Document Type : Original Article
Department of Microbiology and Immunology, Damietta faculty of Medicine, Al-Azhar university, Egypt
Department Medical Microbiology and Immunology, Faculty of Medicine, Al-Azhar University, Egypt
BACKGROUND: Biocides compounds are widely used in infection control programs, including hand washing and skin decolonization before invasive procedures. However, its overuse leads to the emergence of Staphylococcus aureus with decreased biocides susceptibility, which became a problem in hospitals in different parts of the world.
AIM OF THE WORK: The present work aims to study the susceptibility of methicillin-resistant isolates of staphylococci aureus, obtained from different clinical samples to commonly used biocides, determines the prevalence of the biocide resistance genes, qacA/B, and qacC, among these isolates.
METHODS: Biocide’s resistance genes [qacA/B, qacC] in Both Methicillin-Resistant and Methicillin-Sensitive Strains of Staphylococcus aureus were detected by PCR method. The minimum inhibitory concentrations [MICs] of Biocide agents were determined by broth dilution method, whereas antibiotic susceptibility was analyzed by disk diffusion and MICs methods according to Clinical and Laboratory Standards Institute [CLSI] criteria.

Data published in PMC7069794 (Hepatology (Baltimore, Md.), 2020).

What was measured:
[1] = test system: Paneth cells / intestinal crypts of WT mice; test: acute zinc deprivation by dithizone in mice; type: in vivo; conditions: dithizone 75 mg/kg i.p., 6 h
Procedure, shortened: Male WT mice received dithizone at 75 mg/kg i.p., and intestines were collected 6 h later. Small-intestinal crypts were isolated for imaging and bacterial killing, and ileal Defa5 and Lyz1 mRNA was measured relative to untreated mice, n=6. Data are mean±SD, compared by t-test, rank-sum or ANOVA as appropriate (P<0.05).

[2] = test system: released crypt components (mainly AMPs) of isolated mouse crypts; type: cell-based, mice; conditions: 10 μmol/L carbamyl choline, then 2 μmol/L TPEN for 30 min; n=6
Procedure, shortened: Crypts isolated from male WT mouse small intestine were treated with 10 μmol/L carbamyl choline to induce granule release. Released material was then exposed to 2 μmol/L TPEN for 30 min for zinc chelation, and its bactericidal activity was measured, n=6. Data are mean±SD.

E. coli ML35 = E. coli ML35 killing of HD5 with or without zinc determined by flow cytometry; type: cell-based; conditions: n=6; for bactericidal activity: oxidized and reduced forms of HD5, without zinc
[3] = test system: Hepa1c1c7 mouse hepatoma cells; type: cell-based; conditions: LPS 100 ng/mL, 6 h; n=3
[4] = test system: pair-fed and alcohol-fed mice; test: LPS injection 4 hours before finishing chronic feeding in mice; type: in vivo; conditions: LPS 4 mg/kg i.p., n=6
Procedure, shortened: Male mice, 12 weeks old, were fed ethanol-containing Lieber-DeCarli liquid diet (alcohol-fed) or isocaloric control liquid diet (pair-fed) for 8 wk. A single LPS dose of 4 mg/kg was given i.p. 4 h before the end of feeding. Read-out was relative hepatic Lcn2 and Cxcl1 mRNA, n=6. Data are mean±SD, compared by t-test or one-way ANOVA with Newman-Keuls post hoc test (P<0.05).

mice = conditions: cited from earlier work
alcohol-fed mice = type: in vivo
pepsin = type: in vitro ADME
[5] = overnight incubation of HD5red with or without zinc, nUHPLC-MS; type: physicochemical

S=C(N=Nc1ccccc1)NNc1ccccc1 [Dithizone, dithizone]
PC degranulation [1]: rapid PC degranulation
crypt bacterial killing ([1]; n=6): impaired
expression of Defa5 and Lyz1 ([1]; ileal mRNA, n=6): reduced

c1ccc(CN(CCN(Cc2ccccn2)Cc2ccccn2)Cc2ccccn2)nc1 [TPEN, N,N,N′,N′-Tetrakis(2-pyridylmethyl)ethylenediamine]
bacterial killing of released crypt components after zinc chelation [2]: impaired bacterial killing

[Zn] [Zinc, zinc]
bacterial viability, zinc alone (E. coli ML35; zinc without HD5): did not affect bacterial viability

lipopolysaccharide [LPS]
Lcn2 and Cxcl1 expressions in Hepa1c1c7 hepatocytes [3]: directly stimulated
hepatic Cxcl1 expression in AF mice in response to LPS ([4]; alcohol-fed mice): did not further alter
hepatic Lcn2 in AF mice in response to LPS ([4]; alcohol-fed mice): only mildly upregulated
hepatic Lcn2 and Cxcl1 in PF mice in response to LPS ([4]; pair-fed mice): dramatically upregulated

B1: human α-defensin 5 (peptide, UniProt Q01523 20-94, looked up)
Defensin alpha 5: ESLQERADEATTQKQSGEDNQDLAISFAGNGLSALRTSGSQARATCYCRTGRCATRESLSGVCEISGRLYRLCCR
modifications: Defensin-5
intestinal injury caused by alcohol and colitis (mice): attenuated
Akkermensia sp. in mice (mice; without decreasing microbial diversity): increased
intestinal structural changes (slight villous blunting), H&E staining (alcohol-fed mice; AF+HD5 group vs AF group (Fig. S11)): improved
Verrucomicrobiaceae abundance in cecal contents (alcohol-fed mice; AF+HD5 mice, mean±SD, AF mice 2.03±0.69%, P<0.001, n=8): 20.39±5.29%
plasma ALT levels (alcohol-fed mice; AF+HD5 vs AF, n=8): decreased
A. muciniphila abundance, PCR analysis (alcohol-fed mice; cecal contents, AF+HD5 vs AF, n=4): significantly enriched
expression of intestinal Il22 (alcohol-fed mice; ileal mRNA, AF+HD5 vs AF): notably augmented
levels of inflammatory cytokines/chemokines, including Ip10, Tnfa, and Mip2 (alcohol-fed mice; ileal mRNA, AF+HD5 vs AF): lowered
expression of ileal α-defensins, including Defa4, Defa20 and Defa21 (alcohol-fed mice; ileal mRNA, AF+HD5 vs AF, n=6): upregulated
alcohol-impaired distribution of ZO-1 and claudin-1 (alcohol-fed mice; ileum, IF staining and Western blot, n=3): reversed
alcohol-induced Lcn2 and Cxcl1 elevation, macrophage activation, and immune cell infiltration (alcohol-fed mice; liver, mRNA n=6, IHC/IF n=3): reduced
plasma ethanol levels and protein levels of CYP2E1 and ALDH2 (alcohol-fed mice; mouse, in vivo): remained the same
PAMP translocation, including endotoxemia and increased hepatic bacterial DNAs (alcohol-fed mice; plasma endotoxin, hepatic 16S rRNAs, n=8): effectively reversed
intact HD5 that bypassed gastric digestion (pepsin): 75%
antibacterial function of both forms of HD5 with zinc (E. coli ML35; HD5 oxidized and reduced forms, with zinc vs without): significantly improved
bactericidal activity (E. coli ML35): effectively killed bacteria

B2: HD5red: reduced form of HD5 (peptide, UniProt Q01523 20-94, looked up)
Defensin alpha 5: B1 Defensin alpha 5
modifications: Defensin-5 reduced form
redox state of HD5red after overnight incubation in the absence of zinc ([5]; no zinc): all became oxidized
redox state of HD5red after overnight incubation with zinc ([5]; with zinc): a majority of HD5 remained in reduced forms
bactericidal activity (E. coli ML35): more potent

RESULTS: The frequency of Biocides resistance genes [qacA/B, qacC] was found to be high in our clinical staphylococci isolates. The qacA/B gene was detected in [63.3%] of MRSA isolates compared with only [23.3%] of MSSA isolates. Simultaneously, the qacC gene was detected in [63.3%] of MRSA isolates compared to only [13.3 %] of MSSA isolates., with the significant difference between both groups [p <0.05]. We also found an association between the presence of antiseptic resistance genes qacA/B, and increased MIC values to both savlon, hypochlorite, and Phenol [p <0.05]. We also showed that an association between the presence of antiseptic resistance genes qacC and the MICs to both savlon, hypochlorite, and Phenol [p <0.05].
CONCLUSION: Our study detects biocide resistance genes [qacA/B, qacC] in Staphylococcus aureus isolates in Egypt; more studies are needed to correct the biocide uses and to support infection control programs to avoid the development of new resistance mechanisms.